Misadventures in Content Production: Copying & Pasting is Not Reuse
Overcoming the Never-Ending Maintenance Menace
The term “reuse” gets thrown around a lot in regard to content management and maintenance, particularly when dealing with content at scale.
But did you know that most content authoring and management tools that tout reuse are essentially just copying and pasting?
Let’s be clear: copying and pasting is NOT reuse.
However, many organizations have bought into this inaccurate and, let’s be honest, inefficient copy-and-paste approach because, on the surface, it seems fast and easy. Need to reuse that section of content? Just copy and paste it into the new deliverable — easy as that! It’s no wonder CTRL V / CTRL C has arguably become one of of the most commonly used keyboard shortcuts for content authors, especially when projects need to get out the door in a hurry.
But what happens to all those copy-and-paste iterations when an update comes along?
Determining all the locations that need to be updated becomes a gargantuan task when dealing with content at scale — let alone tracking down all of those editable files.
Copying and pasting may be suitable for a one-and-done piece of content, but let’s be honest, when is content truly ever “one-and-done?”
What happens when demand grows, and that “one and done” deliverable needs to be implemented in different formats to meet the needs of multiple audiences, roles, education levels or languages?
Create Once & Reuse Anywhere
Both content needs and the content itself are almost inevitably going to change or evolve at some point. A great piece of content can be used in a wide range of modalities and output types, from traditional digital and print content delivery channels to emerging platforms like chat bots and other AI-driven technology.
As organizations continue to drive greater personalization and strive to serve more diverse audiences with greater granularity, all the different versions and iterations of each piece of content can quickly and exponentially result in a significant maintenance burden.
Is your organizations striving to reuse content effectively and sustainably? Copying and pasting simply won’t cut it.
The Key to Reuse is Linking — Not Copying & Pasting
Whether a small piece of on-demand micro-content, a quick chat thread, a comprehensive training course, or a printed brochure, true content reuse is the ability to use the same core pieces of content in an endless variety of compilations and configurations, and to deliver them in a multitude of format types to any number of channels and locations — all while maintaining a single source of truth.
When content is linked instead of copied and pasted, edits and updates can be made once, to the source content, and automatically pushed to every location that content is used, regardless of context, format, or deliverable type, so that — event at a global scale — content personalization and localization don’t create a maintenance burden.
As referenced in our previous article, Misadventures in Content Production: Separating Content from Presentation to Save the Day, (or, Why “Rapid” Tools Aren’t Really Rapid,) our research has consistently shown that content authors spend about 60% of their time on layout and formatting & only 40% of their time on actual content development.
This includes the time required to create multiple versions of the same content for different deliverable types and channels. Where’s the efficiency in that?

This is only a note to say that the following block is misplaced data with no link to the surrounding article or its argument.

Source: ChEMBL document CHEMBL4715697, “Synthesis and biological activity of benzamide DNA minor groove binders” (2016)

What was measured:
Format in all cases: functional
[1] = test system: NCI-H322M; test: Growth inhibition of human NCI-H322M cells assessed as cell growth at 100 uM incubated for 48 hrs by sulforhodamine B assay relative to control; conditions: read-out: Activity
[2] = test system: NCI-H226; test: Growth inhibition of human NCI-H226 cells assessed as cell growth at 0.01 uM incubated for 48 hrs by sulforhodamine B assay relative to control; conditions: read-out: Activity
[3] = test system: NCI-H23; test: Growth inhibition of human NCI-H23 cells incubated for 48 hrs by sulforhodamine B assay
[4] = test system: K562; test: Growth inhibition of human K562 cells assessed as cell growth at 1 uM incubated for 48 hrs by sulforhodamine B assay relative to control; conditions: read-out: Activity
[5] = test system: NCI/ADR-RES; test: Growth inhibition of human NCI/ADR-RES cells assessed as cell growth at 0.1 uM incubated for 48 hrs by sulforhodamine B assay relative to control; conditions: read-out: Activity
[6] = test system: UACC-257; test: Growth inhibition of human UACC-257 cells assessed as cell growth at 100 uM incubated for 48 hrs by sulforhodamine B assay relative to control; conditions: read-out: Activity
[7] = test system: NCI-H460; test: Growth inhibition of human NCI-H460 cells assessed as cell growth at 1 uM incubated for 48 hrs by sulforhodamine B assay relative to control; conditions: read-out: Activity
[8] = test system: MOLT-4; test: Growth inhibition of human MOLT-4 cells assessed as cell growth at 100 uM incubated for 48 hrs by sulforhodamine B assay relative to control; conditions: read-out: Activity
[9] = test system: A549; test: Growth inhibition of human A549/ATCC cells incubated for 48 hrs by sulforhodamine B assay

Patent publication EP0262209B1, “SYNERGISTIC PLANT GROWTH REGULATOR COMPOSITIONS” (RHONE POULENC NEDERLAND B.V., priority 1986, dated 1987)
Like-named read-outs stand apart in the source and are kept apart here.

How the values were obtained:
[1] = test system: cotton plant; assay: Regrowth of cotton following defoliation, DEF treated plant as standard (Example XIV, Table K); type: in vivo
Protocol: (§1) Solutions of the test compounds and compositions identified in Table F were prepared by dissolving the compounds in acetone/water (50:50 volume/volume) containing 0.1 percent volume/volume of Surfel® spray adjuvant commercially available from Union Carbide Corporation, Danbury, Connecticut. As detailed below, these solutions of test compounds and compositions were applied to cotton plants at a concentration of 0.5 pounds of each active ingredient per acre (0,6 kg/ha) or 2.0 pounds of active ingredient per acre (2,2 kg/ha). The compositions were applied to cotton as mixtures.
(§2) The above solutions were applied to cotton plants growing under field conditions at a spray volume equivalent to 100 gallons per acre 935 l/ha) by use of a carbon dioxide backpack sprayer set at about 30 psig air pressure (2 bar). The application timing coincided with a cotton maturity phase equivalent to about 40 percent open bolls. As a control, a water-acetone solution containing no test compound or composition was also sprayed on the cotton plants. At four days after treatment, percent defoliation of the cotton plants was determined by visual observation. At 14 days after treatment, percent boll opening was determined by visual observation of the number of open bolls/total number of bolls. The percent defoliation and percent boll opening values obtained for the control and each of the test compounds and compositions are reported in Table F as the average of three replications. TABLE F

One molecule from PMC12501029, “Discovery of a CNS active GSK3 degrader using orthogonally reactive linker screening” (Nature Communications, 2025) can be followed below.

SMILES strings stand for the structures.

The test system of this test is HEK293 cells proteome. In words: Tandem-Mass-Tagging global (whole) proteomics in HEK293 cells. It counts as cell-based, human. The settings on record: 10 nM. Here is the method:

Why Reuse? Limitless Customizable Deliverables
As organizations seek to organize and manage their content at scale, implementing a reuse strategy becomes critical to the ability to personalize content to the level that audiences expect, regardless of whether they are internal or external. Reuse allows organizations to utilize existing content in a variety of deliverables and output types (HTML5, Word, PowerPoint, SCORM packages, chat bots, etc.,) and to customize the contextual content needed for a each unique audience — without starting from scratch each time.
Reusing content across a variety of outputs and formats allows organizations to:
- Target and personalize content for individual audiences based on their unique needs and journeys
- Reach new audiences and expand to global markets by re-purposing existing content for diverse user groups (based on region, language, role, etc.)
- Update and redeploy content quickly and seamlessly regardless of deliverable type
- Repackage and re-purpose core content at multiple levels of granularity to fit any channel or platform (chat bot, AR/VR, HTML5, SCORM, etc.)
- Improve consistency across all communications and extend content longevity
- Reduce content development and maintenance time
Creating unique content takes a great deal of time and effort — the ability to reuse core content and easily re-package it in endless combinations and output types allows organizations to efficiently personalize their content, no matter how many audiences they serve.
True reuse is not only possible, it’s sustainable — but not without the right technology tools and content strategy in place.
As organizations implement more and more automation, from chat bots to AR, and grow to serve larger and more diverse audiences, it is essential that they also put a flexible and centralized content management strategy and ecosystem in place to support it.
Adopting a reuse-driven content strategy based on intelligent linking (not copying and pasting!) and single source of truth allows organizations to more efficiently personalize content at scale to serve increasingly diverse audiences, quickly update content at the source when needed and seamlessly push updates to every location and deliverable the content is used, and position their organizations for success in an ever-changing and expanding content management and delivery landscape.